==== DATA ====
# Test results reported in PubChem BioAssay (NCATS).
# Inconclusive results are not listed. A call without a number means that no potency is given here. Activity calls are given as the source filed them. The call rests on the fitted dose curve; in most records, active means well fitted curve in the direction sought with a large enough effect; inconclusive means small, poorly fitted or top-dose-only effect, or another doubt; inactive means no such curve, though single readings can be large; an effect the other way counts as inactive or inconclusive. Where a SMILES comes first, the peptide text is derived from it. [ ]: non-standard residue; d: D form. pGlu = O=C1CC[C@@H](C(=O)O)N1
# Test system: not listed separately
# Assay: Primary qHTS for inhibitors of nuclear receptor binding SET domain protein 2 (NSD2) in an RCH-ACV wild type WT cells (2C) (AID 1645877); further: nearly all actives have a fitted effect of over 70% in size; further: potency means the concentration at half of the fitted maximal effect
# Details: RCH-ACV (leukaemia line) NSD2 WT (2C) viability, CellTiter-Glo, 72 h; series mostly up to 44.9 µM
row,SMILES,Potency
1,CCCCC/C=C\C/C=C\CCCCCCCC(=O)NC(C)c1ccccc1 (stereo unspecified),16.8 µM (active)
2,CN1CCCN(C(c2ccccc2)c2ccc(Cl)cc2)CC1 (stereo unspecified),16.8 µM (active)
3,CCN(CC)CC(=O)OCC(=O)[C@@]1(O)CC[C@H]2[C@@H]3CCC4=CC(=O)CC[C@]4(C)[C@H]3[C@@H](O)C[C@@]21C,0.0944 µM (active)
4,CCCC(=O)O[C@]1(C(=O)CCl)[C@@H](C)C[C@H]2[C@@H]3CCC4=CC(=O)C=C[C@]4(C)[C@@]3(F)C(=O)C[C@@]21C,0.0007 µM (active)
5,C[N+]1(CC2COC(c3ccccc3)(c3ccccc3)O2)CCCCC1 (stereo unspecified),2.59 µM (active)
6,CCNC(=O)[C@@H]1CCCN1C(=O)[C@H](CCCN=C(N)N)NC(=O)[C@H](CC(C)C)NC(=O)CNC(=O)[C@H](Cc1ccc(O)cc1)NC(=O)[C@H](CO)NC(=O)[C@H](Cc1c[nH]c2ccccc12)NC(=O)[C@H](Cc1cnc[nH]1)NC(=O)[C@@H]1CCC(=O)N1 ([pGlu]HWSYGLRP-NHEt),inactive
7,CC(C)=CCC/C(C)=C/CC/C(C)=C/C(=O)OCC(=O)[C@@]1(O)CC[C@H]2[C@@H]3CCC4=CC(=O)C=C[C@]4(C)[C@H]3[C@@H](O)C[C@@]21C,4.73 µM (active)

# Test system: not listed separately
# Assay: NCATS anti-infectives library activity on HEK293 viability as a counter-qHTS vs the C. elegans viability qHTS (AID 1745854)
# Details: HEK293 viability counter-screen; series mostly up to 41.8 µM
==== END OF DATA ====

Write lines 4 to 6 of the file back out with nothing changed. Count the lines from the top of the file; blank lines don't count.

# Assay: Primary qHTS for inhibitors of nuclear receptor binding SET domain protein 2 (NSD2) in an RCH-ACV wild type WT cells (2C) (AID 1645877); further: nearly all actives have a fitted effect of over 70% in size; further: potency means the concentration at half of the fitted maximal effect
# Details: RCH-ACV (leukaemia line) NSD2 WT (2C) viability, CellTiter-Glo, 72 h; series mostly up to 44.9 µM
row,SMILES,Potency